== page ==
At the beginning of our survey regarding the conditions for virtue, we called attention to the various gradations in virtue.* While the taxonomy made it possible for our disquisition to presuppose what Aquinas had in mind when he speaks of virtue simpliciter, we stopped short of identifying that form of virtue secundum quid most advantageous for us to explore. Unsurprisingly, within our schema, there can be only one notion of virtue simpliciter. However, as noted, Aquinas’s readers have distilled at least four other gradations of virtue. In one way or another, each of these inferior gradations takes the nomination of “virtue,” but certainly not in the full sense of the term.
As our study draws to a close, we can make a few final observations. We need not re-present each of our conclusions here. We have devoted a great amount of time to those conclusions in their respective chapters, especially at the end of Chapters 6 and 9. The general contour of our study has been a presentation of Aquinas’s account of the virtue to reveal its inner logic. That account’s interconnection with theological topics becomes obvious when we attend to his own language and various senses of virtue. The reasons by which Aquinas presents his account of virtue are inextricably woven together with his account of grace, sin, and God’s divine providence and governance of creation.
The last aspect of our analysis of virtue secundum quid falls to determining its end and conditions.1 Before broaching the conditions that enable us to speak of the end of pagan virtue, we must briefly lay out some metaethical points. Chapter 6 revealed that virtue simpliciter’s end meant considering the perfect happiness of the one who has arrived at journey’s end, the status comprehensoris. Now we take up that sort of end that is had by the one on earth, the status viatoris. This agent is propelled on his journey by desire. Because a desire for the good in general is hardwired into the human agent and constitutes the catalyst of agency itself, we must begin by examining what Aquinas holds to be the metaethical connections between goodness, goods, desirability, and ends.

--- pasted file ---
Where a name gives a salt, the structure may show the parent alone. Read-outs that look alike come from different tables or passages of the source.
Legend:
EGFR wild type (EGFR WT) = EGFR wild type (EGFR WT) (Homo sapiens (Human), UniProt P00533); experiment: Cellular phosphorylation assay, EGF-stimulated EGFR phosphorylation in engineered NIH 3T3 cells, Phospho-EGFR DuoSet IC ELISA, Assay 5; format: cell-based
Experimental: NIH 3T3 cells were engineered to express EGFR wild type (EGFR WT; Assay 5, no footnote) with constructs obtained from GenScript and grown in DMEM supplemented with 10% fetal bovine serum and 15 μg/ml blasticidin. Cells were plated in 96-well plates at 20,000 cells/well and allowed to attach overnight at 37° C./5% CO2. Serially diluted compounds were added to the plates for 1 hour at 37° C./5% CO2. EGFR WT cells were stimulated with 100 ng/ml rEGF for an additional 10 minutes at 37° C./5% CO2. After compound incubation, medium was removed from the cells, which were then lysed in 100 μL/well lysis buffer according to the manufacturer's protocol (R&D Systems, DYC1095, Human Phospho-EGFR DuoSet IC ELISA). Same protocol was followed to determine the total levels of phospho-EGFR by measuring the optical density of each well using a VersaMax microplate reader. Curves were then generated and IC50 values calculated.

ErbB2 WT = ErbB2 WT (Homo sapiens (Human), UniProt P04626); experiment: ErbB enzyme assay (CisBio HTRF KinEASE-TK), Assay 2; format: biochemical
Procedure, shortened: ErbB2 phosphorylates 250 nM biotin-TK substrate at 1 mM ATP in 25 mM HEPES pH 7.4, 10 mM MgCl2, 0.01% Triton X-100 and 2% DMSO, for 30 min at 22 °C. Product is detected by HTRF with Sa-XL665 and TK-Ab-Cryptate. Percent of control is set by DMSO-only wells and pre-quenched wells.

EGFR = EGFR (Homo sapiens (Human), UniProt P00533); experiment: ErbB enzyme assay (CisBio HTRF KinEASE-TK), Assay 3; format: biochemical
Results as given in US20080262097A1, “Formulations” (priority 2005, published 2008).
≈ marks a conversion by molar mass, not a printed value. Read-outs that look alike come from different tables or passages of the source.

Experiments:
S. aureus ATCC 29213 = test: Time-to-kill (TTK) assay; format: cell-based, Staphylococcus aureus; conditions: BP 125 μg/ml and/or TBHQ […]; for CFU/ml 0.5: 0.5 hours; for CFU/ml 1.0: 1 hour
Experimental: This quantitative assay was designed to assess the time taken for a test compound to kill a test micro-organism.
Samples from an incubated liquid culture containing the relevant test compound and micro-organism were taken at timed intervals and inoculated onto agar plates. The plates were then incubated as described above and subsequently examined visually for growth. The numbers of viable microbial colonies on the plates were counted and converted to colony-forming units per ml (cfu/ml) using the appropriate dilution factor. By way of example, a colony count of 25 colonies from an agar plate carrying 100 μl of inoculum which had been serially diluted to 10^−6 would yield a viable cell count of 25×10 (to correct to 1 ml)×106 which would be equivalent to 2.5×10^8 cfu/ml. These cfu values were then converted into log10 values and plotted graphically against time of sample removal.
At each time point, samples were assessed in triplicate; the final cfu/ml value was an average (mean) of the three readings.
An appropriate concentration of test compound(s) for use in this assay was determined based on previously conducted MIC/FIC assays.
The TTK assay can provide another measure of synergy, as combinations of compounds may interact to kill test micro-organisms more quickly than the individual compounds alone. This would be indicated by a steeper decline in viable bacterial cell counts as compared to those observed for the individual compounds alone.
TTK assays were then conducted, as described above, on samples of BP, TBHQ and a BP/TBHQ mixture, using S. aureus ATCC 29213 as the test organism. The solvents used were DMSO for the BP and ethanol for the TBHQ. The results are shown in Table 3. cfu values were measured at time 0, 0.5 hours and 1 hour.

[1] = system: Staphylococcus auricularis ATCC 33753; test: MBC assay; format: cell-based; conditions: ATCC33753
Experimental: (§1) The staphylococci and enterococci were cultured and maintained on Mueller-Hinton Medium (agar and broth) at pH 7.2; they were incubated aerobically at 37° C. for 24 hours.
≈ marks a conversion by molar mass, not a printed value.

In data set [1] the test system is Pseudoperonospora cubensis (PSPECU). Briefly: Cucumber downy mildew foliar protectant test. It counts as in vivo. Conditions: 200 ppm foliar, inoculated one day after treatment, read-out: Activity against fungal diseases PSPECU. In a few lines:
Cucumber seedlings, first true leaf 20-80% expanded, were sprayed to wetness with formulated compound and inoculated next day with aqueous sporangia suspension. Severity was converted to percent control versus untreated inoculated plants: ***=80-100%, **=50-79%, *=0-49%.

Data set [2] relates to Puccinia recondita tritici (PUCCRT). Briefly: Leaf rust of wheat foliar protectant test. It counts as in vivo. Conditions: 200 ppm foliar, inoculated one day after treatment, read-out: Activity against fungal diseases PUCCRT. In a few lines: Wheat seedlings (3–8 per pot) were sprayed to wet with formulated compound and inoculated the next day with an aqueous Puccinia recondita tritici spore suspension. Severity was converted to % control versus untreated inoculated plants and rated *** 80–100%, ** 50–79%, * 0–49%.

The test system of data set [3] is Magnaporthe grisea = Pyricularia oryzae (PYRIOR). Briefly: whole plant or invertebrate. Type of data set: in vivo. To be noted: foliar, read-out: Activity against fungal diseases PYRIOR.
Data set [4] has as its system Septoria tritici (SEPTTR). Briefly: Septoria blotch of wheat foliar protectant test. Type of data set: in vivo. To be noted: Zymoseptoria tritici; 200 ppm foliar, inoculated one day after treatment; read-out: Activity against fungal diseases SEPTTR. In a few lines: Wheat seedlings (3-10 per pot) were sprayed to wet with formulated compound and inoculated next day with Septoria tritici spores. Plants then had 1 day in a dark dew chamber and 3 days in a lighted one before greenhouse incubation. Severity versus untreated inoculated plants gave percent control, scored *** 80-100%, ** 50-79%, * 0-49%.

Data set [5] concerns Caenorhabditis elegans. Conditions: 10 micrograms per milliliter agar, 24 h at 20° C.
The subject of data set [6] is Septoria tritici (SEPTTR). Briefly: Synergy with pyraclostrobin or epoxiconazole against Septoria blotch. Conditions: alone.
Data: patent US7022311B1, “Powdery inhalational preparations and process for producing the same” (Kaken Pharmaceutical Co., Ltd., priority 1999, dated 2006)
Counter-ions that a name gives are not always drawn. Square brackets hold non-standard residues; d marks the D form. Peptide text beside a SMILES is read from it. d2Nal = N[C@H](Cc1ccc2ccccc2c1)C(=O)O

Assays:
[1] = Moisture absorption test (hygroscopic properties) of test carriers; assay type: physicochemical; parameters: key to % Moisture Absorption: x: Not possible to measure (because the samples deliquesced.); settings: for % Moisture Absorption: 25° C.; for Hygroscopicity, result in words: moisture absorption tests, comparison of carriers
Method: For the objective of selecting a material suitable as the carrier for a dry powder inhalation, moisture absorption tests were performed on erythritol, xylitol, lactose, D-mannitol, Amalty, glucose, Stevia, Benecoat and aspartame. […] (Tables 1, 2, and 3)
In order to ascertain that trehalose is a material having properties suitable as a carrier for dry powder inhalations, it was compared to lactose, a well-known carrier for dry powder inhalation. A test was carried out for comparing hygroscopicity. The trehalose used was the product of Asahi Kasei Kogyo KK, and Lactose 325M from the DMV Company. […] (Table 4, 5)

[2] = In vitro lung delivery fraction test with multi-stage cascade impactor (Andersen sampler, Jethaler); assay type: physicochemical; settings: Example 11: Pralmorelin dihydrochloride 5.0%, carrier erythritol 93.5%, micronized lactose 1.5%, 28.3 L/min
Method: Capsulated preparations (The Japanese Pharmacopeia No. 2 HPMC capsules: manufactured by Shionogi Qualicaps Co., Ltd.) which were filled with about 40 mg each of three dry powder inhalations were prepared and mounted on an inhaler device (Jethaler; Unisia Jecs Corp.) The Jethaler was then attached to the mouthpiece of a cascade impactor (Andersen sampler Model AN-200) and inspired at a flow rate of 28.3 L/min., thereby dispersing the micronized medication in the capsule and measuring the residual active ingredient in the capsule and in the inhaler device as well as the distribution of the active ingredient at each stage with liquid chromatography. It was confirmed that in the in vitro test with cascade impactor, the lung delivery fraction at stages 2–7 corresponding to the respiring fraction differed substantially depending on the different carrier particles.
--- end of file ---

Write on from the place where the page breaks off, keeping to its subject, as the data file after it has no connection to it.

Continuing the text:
Seeking to understand the necessary conditions of grace for virtue simpliciter, we have demonstrated that such virtue both begins and continues only through the supernatural grace of God. Not only that, but as his thought matures Thomas Aquinas comes to recognize that the human agent can, in virtue simpliciter’s beginning and continuance, do little to guarantee her obtaining and perseverance in that grace. Principally, the life of grace that founds and helps continue that life of virtue simpliciter lies locked within God’s providential wisdom. The agent’s choices, even perfectly virtuous choices, are only secondary, in terms of efficacious causality. At best, the human agent is able to cooperate with what God has begun and continues of God’s own gratuitous initiative. Having considered the beginning and continuance of virtue simpliciter’s necessary conditions, we consider the conditions pertaining to its end.